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CWA 79

Ice Age art is as awe-inspiring as it is perplexing, an astonishing and unprecedented explosion of human creativity. Much of what we thought we knew has been radically revised in the light of new findings and scientific advances. Palaeolithic specialist Paul Pettitt adroitly explores the latest discoveries, as outlined in the new edition of Paul Bahn’s classic book, Images […]

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CWA 78

In February 1221, the Mongols unleashed one of the most devastating attacks on the medieval world. Led by Genghis Khan’s son, Tolui, they sacked the great Silk Route city of Merv, in modern-day Turkmenistan, laying waste to anything they could not carry away, and slaughtering tens of thousands. As one contemporary author put it, this was a ‘great disaster, the […]

CWA 77

CWA 77

Cambodia’s stupendous temple of Angkor Wat, and the dense forest in which it sits, are currently the focus of a major cutting-edge project, led by an international team of researchers. In addition to traditional archaeological methods, the team has used high-tech LiDAR aerial laser-scanning to ‘see’ what lies beneath the temple grounds, and through the surrounding jungle. This revolutionary work […]

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CWA 76

The 6th century BC temple on the Greek island Despotiko is not what you might expect: the shrine boasts an enormous dining facility, and is surrounded by a large number of statues. Excavation on this idyllic little uninhabited island has also revealed evidence of an earlier temple – and a rather unnerving statuette of a […]

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CWA 75

The exotic Lady of Pacopampa and the recently discovered Serpent-Jaguar Priests were high ranking members of the Pacopampa ceremonial complex in the northern highlands of Peru. They were buried with luxury grave goods during highly ritualistic ceremonies, in prominent locations that ensured they would be remembered and revered long after death. These amazing finds, however, […]

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CWA 74

Metropolis, not Superman’s home town but the Ionian City of the Mother Goddess, was a major Classical city established in Anatolia during the 3rd century BC. Crowned by an acropolis, it lies above fertile plains on the road to Ephesus, its magnificent monumental architecture testament to the sophistication of its wealthy citizens. So why has nobody heard of it? Serdar […]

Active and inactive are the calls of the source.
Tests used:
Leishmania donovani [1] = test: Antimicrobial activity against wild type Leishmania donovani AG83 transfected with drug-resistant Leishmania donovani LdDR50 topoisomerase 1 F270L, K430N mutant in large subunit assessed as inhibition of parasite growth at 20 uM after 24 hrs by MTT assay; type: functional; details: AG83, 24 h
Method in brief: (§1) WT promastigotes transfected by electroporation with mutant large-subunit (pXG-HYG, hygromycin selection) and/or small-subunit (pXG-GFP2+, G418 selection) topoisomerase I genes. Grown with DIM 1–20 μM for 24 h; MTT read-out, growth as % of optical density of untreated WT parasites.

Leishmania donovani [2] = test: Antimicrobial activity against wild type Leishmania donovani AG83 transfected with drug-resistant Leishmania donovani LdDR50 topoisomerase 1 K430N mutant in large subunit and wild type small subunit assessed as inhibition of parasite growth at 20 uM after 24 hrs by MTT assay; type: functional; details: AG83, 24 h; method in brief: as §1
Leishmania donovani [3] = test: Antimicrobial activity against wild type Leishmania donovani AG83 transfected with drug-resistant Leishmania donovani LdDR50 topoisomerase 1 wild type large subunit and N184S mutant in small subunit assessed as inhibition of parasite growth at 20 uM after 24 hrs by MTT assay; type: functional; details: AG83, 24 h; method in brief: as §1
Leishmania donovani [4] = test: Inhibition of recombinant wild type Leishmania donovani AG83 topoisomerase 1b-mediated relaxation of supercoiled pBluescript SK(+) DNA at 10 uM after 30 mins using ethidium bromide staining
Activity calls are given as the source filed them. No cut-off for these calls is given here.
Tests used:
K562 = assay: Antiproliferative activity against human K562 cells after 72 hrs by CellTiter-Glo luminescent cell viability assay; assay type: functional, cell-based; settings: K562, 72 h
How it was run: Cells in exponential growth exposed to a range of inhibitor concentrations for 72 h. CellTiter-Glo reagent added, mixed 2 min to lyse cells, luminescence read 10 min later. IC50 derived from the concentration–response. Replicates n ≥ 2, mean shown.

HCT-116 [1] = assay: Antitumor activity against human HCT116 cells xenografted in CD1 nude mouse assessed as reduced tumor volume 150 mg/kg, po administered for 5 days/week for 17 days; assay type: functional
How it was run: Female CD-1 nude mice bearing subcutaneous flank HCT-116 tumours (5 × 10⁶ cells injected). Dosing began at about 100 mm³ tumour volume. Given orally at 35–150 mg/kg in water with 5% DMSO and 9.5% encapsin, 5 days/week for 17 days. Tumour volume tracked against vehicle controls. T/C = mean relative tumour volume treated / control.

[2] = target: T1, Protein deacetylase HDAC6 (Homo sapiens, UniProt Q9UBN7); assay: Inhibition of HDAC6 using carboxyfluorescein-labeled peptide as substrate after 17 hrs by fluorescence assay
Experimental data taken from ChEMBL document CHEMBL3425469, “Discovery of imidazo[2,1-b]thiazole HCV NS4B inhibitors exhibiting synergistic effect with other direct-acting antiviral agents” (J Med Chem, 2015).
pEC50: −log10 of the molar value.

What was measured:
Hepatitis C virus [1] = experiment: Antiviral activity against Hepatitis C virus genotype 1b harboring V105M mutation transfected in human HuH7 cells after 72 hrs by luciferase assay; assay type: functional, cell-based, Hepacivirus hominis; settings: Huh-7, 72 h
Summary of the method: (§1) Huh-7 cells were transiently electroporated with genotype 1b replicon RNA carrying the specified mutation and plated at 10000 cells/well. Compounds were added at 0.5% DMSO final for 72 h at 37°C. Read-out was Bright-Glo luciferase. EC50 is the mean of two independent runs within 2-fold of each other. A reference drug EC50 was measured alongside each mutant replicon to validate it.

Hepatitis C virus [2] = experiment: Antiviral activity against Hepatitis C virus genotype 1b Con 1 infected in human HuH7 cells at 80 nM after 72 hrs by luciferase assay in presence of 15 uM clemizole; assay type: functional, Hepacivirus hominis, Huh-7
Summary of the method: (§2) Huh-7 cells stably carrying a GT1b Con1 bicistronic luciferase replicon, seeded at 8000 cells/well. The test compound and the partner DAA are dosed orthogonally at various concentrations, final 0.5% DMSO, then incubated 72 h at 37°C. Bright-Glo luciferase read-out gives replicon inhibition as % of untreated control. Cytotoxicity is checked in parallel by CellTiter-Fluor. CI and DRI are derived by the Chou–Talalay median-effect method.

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CWA 73

The spectacular discovery of Tutankhamun’s tomb in 1922 brought the 18th Dynasty teenage pharaoh 20th-century celebrity status, and inspired generations of future Egyptologists. His stepmother, Queen Nefertiti, is equally famous: her limestone bust, found at Amarna and now at the Neues Museum in Berlin, is as recognisable the world over as Tutankhamun’s golden burial mask. But her tomb is yet […]

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CWA 72

In France, archaeologists have uncovered a huge Iron Age chariot burial that is puzzling archaeologists. It is the largest yet found, and belongs to a Celtic aristocrat who enjoyed high social standing in life. But is this chief a man or a woman? The funerary complex is unusual, too: no settlement has been found close enough to be associated […]

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CWA 71

The spectacular untouched tomb of Prince Liang Zhuang, favourite brother of the Ming emperor Xuande, has been hailed as China’s greatest discovery for a century. Not only was the treasure found in the burial chamber among the richest ever recovered, but the dazzling jewels that adorn the artefacts are evidence of expeditions undertaken by one of the most famous […]

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CWA 70

War has raged in and around the last Hittite capital of Karkemish throughout its long and prestigious history. The city – also known as Carchemish or Karchemiš – straddles the Turkish-Syrian border, and today bears witness to bitter conflict just a few kilometres away in war-torn Syria. The young T E Lawrence – later Lawrence of Arabia – dug here […]

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CWA 69

Excavation at a Bronze Age hilltop settlement in south-east Spain has uncovered the burial of an elite couple dating to about 1650 BC. The archaeological record shows that just a century later the world as they had known it was gone. Civil unrest had overturned the old order, and all traces of this little-known Argaric culture disappeared almost overnight. […]

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CWA 68

In July 1916, 450 of the 2,500 British and (mostly) Australian soldiers killed during two days of fighting at Fromelles in northern France were buried behind enemy lines. Many unmarked mass graves were lost for decades. Now archaeological survey has located eight of them just outside the village, and Oxford Archaeology was called in to investigate the remains. Using […]

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